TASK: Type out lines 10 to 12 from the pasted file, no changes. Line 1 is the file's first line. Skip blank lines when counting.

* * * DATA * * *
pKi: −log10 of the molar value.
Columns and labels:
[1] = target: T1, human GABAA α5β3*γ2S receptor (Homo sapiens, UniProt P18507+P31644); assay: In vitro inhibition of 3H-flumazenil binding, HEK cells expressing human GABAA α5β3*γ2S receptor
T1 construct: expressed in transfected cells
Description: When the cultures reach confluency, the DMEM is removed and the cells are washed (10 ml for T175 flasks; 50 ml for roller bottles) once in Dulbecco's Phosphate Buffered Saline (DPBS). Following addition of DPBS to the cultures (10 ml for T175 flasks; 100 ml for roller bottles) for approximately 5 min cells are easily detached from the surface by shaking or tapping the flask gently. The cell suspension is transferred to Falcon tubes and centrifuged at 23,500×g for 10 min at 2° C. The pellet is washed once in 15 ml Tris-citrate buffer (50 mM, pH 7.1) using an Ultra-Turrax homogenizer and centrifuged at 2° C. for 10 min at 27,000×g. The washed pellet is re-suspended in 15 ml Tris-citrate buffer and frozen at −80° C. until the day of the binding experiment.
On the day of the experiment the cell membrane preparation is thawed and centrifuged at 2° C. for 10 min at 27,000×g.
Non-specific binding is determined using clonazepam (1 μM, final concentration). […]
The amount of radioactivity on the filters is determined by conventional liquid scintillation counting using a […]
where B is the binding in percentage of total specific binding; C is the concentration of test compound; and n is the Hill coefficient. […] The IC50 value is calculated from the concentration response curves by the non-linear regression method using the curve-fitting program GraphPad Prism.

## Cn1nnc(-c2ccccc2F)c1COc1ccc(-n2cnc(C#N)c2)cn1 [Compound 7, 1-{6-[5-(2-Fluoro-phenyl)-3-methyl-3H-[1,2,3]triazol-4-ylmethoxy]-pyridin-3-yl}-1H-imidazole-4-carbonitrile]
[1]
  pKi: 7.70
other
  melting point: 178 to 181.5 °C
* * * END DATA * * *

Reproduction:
## Cn1nnc(-c2ccccc2F)c1COc1ccc(-n2cnc(C#N)c2)cn1 [Compound 7, 1-{6-[5-(2-Fluoro-phenyl)-3-methyl-3H-[1,2,3]triazol-4-ylmethoxy]-pyridin-3-yl}-1H-imidazole-4-carbonitrile]
[1]
  pKi: 7.70